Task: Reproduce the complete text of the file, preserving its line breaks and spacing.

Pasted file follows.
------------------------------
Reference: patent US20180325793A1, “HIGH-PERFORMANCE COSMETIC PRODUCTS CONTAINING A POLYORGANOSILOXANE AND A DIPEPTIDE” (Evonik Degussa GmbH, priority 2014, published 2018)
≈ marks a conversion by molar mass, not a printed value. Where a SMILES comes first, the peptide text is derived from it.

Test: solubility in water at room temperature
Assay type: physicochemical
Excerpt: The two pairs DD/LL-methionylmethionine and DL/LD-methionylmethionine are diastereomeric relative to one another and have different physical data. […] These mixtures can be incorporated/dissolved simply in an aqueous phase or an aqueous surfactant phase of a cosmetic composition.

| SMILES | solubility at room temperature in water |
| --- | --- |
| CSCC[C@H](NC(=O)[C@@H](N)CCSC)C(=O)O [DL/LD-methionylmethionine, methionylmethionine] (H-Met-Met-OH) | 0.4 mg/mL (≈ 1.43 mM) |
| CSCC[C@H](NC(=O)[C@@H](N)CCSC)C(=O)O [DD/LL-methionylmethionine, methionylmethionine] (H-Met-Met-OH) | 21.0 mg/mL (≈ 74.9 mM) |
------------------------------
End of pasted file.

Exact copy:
Reference: patent US20180325793A1, “HIGH-PERFORMANCE COSMETIC PRODUCTS CONTAINING A POLYORGANOSILOXANE AND A DIPEPTIDE” (Evonik Degussa GmbH, priority 2014, published 2018)
≈ marks a conversion by molar mass, not a printed value. Where a SMILES comes first, the peptide text is derived from it.

Test: solubility in water at room temperature
Assay type: physicochemical
Excerpt: The two pairs DD/LL-methionylmethionine and DL/LD-methionylmethionine are diastereomeric relative to one another and have different physical data. […] These mixtures can be incorporated/dissolved simply in an aqueous phase or an aqueous surfactant phase of a cosmetic composition.

| SMILES | solubility at room temperature in water |
| --- | --- |
| CSCC[C@H](NC(=O)[C@@H](N)CCSC)C(=O)O [DL/LD-methionylmethionine, methionylmethionine] (H-Met-Met-OH) | 0.4 mg/mL (≈ 1.43 mM) |
| CSCC[C@H](NC(=O)[C@@H](N)CCSC)C(=O)O [DD/LL-methionylmethionine, methionylmethionine] (H-Met-Met-OH) | 21.0 mg/mL (≈ 74.9 mM) |